Why is the p arm called the p arm?
The shortest ‘arm’ of a chromosome, based on the distance from the centromere. The ‘p’ comes from the word ‘petit’, the French translation of ‘small’.
Which chromosome p and q arms Cannot distinguish?
metacentric chromosome – has centromere in the center with arms of identical length on either sides (p=q) telocentric chromosome: has centromere at terminal end, one single arm, not distinguished as p and q sub metacentric chromosome: centromere slightly away from the centre, forming two unequal arms – p -shorter and q …
What is meant by the term dicentric?
Definition of dicentric : having two centromeres a dicentric chromosome.
What is meaning of acentric?
: lacking a centromere acentric chromosomes.
Is centromeric transcription dependent on RNA polymerase II?
Although active centromeric transcription has been documented for over a decade, the role of centromeric transcription or transcripts has been elusive. Here, we report that centromeric α-satellite transcription is dependent on RNA Polymerase II and occurs at late mitosis into early G1, concurrent with the timing of new CENP-A assembly.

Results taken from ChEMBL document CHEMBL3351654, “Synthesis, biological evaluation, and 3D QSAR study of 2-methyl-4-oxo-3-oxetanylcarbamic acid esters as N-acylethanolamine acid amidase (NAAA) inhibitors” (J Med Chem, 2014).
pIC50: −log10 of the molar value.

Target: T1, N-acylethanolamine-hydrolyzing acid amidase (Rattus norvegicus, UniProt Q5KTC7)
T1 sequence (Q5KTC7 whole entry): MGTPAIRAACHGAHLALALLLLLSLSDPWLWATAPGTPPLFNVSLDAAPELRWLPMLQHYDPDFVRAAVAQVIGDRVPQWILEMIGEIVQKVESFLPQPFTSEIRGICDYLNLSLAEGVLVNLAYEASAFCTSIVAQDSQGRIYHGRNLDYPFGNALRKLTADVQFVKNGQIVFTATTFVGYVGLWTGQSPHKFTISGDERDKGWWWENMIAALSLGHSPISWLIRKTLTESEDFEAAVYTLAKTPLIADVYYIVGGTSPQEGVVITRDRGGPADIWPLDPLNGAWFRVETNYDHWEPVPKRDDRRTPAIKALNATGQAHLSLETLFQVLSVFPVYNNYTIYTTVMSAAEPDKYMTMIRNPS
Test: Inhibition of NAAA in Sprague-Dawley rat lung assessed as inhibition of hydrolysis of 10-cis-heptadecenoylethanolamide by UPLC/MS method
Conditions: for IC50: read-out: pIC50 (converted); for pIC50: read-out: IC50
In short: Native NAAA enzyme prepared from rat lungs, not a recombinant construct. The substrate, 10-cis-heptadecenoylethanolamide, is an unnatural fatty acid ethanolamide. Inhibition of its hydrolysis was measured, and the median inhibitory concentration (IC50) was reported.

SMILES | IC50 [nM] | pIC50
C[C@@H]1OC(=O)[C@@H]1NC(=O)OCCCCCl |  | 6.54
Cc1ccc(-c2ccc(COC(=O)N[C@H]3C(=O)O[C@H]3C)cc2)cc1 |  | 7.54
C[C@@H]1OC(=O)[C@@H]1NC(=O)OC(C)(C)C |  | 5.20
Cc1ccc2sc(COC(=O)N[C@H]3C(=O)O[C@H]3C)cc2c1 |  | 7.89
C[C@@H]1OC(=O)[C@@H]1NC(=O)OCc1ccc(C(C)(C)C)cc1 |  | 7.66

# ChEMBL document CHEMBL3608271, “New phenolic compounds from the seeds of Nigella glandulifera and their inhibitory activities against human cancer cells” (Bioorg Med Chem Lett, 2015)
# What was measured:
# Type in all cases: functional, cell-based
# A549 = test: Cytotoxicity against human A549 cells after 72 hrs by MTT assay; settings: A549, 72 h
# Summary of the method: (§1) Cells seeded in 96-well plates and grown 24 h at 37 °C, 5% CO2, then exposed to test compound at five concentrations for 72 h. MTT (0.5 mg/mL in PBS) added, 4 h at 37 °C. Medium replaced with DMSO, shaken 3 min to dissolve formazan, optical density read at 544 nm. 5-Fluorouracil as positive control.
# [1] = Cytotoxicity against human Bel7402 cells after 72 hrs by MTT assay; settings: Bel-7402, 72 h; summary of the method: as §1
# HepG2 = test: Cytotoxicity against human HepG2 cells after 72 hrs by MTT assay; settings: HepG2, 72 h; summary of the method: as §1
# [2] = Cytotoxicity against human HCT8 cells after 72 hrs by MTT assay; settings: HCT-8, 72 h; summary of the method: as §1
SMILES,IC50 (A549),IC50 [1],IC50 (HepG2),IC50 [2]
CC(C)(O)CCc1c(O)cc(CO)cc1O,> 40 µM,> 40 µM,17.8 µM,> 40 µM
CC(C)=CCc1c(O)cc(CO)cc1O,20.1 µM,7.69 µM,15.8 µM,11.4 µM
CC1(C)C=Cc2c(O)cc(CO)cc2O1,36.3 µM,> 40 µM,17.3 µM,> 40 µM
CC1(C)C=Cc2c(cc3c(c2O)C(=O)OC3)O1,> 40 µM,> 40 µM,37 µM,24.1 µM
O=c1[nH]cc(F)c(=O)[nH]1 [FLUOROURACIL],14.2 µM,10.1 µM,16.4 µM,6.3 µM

What is centromere RNA?
Centromere RNA is a key component for the assembly of nucleoproteins at the nucleolus and centromere NCBI Skip to main content Skip to navigation Resources How To About NCBI Accesskeys My NCBISign in to NCBISign Out PMC US National Library of Medicine National Institutes of Health
Does centromeric α-satellite RNA affect the nucleolar localization of CENPC1 and INCENP?
We have shown that the presence of centromeric α-satellite RNA is closely associated with the nucleolar localization of CENPC1 and INCENP, since RNase treatment induces a complete disruption of this localization.
What is RNA polymerase?
In molecular biology, RNA polymerase (abbreviated RNAP or RNApol, and officially DNA-directed RNA polymerase ), is an enzyme that synthesizes RNA from a DNA template.